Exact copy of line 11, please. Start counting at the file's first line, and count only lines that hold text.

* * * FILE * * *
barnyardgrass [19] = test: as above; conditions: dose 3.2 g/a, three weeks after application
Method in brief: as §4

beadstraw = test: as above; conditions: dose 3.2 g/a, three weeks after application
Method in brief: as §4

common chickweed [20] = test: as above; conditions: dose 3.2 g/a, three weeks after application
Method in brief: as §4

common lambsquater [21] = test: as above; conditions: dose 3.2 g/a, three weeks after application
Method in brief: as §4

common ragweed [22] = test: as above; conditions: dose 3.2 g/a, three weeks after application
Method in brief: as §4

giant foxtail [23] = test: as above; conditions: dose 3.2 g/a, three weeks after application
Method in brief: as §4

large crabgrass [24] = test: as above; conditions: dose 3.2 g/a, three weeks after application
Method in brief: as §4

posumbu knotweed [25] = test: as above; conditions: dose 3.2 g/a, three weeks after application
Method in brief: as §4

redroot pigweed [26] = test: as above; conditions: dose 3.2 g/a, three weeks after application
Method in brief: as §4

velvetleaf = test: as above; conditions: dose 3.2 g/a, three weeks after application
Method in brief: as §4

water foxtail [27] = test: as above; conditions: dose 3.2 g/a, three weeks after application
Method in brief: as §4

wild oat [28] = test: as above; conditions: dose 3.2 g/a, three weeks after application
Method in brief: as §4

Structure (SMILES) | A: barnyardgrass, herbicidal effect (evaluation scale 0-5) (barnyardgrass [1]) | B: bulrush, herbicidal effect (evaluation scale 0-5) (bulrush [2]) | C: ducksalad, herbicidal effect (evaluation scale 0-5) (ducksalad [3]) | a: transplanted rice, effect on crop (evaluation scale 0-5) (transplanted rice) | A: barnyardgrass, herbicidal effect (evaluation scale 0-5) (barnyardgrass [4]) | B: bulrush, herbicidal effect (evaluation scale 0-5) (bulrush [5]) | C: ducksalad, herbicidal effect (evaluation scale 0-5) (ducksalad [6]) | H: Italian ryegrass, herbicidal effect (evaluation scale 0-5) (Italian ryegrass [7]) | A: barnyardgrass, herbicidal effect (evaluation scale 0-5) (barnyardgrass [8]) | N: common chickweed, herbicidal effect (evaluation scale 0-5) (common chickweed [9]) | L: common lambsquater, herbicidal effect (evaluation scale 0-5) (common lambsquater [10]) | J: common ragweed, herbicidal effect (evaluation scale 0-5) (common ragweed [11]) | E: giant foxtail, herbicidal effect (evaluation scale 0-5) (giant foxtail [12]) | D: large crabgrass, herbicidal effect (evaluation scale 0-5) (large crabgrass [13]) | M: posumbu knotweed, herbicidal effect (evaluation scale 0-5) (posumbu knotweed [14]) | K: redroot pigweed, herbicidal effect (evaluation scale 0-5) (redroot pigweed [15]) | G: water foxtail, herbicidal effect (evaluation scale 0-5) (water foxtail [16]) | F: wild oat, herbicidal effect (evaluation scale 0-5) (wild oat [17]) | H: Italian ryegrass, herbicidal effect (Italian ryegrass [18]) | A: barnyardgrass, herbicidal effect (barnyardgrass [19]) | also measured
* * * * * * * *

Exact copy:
giant foxtail [23] = test: as above; conditions: dose 3.2 g/a, three weeks after application